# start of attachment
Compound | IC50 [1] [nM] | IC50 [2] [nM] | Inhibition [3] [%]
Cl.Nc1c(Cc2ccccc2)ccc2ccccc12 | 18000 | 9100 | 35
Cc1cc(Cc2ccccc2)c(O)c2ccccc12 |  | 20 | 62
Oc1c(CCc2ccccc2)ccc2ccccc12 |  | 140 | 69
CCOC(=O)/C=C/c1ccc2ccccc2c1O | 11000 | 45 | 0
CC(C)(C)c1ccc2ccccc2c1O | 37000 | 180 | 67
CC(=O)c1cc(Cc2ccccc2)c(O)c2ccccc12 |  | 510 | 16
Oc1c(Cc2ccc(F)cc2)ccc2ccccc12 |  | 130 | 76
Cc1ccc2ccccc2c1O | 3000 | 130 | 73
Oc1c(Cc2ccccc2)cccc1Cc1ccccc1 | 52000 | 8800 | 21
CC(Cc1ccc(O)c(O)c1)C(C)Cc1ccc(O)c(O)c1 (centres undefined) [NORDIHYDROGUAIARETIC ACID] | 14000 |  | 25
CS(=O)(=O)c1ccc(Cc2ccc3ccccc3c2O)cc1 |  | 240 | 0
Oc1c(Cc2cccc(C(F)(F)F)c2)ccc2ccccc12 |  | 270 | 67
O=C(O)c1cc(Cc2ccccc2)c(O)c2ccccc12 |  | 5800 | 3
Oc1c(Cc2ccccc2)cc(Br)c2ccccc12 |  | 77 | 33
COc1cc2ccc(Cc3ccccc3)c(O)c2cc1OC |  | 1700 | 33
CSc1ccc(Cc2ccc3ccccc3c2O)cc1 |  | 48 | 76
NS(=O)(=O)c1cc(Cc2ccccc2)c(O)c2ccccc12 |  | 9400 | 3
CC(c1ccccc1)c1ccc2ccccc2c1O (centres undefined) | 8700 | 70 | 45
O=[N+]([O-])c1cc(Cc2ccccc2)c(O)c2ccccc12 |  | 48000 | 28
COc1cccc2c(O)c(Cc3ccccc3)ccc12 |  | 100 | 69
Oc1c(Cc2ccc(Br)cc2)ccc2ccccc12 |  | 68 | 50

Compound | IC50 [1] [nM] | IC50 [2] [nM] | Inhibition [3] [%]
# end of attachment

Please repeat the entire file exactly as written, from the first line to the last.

Compound | IC50 [1] [nM] | IC50 [2] [nM] | Inhibition [3] [%]
Cl.Nc1c(Cc2ccccc2)ccc2ccccc12 | 18000 | 9100 | 35
Cc1cc(Cc2ccccc2)c(O)c2ccccc12 |  | 20 | 62
Oc1c(CCc2ccccc2)ccc2ccccc12 |  | 140 | 69
CCOC(=O)/C=C/c1ccc2ccccc2c1O | 11000 | 45 | 0
CC(C)(C)c1ccc2ccccc2c1O | 37000 | 180 | 67
CC(=O)c1cc(Cc2ccccc2)c(O)c2ccccc12 |  | 510 | 16
Oc1c(Cc2ccc(F)cc2)ccc2ccccc12 |  | 130 | 76
Cc1ccc2ccccc2c1O | 3000 | 130 | 73
Oc1c(Cc2ccccc2)cccc1Cc1ccccc1 | 52000 | 8800 | 21
CC(Cc1ccc(O)c(O)c1)C(C)Cc1ccc(O)c(O)c1 (centres undefined) [NORDIHYDROGUAIARETIC ACID] | 14000 |  | 25
CS(=O)(=O)c1ccc(Cc2ccc3ccccc3c2O)cc1 |  | 240 | 0
Oc1c(Cc2cccc(C(F)(F)F)c2)ccc2ccccc12 |  | 270 | 67
O=C(O)c1cc(Cc2ccccc2)c(O)c2ccccc12 |  | 5800 | 3
Oc1c(Cc2ccccc2)cc(Br)c2ccccc12 |  | 77 | 33
COc1cc2ccc(Cc3ccccc3)c(O)c2cc1OC |  | 1700 | 33
CSc1ccc(Cc2ccc3ccccc3c2O)cc1 |  | 48 | 76
NS(=O)(=O)c1cc(Cc2ccccc2)c(O)c2ccccc12 |  | 9400 | 3
CC(c1ccccc1)c1ccc2ccccc2c1O (centres undefined) | 8700 | 70 | 45
O=[N+]([O-])c1cc(Cc2ccccc2)c(O)c2ccccc12 |  | 48000 | 28
COc1cccc2c(O)c(Cc3ccccc3)ccc12 |  | 100 | 69
Oc1c(Cc2ccc(Br)cc2)ccc2ccccc12 |  | 68 | 50

Compound | IC50 [1] [nM] | IC50 [2] [nM] | Inhibition [3] [%]